Freed Cuban dissidents, angered over alleged lack of legal help, claim Spain misled them

By Jorge Sainz, AP
Monday, July 19, 2010

Cuban dissidents claim they were misled by Spain

MADRID — A group of Cuban political prisoners recently released to live in Spain complained Monday they felt let down by the Spanish government.

The 11 dissidents were released this month by Havana as part of the Castro regime’s commitment to free 52 imprisoned since 2003 under an agreement with the Spanish government and Catholic Church. Eight more are due to arrive in Madrid on Tuesday.

Julio Cesar Galvez, one of the initial group, said they are no longer receiving legal counseling from the authorities.

He said the group felt it was “misled” because Spain is not making good on its promise of help as they try to start new lives.

“We signed a series of undertakings in front of a Spanish Embassy employee in Havana,” Galvez told a news conference.

However, “we have already stopped receiving legal advice,” Galvez said, adding he was speaking on behalf of the group.

The Spanish government had no immediate reaction to the group’s complaints. However, Foreign Minister Miguel Angel Moratinos said Sunday the dissidents must be patient with the slowness of local bureaucracy.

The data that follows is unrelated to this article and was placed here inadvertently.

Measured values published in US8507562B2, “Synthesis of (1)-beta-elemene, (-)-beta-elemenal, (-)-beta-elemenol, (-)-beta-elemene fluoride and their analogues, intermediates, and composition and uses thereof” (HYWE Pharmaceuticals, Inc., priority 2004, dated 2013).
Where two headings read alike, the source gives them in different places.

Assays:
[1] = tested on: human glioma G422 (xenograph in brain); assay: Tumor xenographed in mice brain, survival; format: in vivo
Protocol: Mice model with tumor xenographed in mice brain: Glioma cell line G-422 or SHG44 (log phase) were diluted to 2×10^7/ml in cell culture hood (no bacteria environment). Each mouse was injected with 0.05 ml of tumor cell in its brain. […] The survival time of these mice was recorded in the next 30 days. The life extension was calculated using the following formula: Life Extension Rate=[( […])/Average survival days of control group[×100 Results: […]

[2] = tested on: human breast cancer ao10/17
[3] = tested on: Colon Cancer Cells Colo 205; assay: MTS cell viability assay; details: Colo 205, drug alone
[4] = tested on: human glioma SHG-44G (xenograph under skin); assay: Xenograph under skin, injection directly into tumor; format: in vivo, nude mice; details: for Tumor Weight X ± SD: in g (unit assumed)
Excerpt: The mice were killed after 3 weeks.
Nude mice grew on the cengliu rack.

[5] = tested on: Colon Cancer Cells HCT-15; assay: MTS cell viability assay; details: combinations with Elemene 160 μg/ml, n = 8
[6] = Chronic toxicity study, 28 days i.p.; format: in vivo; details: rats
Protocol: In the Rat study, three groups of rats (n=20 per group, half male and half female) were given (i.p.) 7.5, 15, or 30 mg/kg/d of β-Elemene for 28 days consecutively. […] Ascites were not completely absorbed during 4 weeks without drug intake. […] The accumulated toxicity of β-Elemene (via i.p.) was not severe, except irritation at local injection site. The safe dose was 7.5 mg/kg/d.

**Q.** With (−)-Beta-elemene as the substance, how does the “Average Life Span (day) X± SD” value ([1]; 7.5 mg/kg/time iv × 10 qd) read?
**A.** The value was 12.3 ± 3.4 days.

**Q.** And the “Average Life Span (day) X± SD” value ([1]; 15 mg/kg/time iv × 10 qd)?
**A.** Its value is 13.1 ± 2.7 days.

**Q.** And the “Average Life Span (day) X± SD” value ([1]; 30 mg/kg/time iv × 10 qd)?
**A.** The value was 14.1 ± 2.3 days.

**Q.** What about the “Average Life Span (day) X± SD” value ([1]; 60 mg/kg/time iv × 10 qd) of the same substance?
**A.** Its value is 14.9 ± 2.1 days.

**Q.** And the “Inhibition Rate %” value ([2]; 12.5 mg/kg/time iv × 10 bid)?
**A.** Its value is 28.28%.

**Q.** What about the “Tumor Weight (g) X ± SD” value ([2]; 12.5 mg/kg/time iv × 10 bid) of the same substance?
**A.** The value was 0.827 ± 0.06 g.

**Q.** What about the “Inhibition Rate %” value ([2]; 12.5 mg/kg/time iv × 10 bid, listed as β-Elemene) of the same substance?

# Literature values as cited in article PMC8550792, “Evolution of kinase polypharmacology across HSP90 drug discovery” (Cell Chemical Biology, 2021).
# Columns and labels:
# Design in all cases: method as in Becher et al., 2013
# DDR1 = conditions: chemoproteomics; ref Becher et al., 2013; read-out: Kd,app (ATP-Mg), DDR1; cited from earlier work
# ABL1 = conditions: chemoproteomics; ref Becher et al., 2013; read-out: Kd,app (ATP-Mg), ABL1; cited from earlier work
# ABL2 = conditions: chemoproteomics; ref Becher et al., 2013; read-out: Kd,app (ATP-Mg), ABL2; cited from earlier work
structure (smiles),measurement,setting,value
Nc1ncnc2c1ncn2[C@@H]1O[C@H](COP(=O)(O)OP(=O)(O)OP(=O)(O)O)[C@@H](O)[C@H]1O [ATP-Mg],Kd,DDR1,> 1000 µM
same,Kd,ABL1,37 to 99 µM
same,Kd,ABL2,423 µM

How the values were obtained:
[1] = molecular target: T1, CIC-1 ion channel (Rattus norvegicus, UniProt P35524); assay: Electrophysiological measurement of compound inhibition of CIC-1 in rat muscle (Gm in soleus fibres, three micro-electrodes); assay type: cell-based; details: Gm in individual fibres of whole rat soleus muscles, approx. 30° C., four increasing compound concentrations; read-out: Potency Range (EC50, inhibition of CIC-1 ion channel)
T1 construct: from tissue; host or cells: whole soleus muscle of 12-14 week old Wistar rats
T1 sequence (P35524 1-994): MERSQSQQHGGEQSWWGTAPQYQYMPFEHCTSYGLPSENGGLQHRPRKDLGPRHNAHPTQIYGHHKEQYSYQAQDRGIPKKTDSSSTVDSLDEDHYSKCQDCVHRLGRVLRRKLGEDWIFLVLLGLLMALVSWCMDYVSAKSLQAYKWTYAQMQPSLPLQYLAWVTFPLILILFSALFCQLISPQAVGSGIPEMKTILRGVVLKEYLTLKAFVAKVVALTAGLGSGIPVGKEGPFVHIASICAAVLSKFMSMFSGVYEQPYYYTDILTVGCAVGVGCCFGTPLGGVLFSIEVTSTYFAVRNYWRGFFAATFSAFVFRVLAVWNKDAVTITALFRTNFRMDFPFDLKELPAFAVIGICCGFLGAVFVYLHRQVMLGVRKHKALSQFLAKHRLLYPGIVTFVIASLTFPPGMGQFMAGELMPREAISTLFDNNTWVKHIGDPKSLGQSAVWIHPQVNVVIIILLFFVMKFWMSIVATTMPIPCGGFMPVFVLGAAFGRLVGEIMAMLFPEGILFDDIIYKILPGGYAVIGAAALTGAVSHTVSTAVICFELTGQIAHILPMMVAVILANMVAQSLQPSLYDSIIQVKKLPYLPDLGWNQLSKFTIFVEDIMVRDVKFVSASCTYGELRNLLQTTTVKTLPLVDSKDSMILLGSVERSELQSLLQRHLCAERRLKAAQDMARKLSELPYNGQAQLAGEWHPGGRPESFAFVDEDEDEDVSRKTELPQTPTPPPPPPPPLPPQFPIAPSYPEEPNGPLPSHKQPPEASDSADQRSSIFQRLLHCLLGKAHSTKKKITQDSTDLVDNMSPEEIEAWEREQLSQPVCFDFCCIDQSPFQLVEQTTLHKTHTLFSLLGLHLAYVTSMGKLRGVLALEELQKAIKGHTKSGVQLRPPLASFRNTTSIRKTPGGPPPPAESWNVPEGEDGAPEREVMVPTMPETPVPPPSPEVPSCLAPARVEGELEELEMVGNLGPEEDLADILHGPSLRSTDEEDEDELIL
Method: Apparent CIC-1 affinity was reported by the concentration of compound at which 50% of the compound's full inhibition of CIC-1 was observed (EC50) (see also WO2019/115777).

Moratinos said the freed dissidents would be issued with Spanish work and residency permits within three to four months.

The dissidents and their families, numbering about 70, are staying at a hotel in the Madrid suburbs.

Galvez said the release of some dissidents did not indicate an easing of political restraints in Cuba.

“Our departure (from Cuba) should not be seen as a gesture of goodwill but rather as a desperate measure by a regime urgently seeking to gain any kind of credit,” he said.

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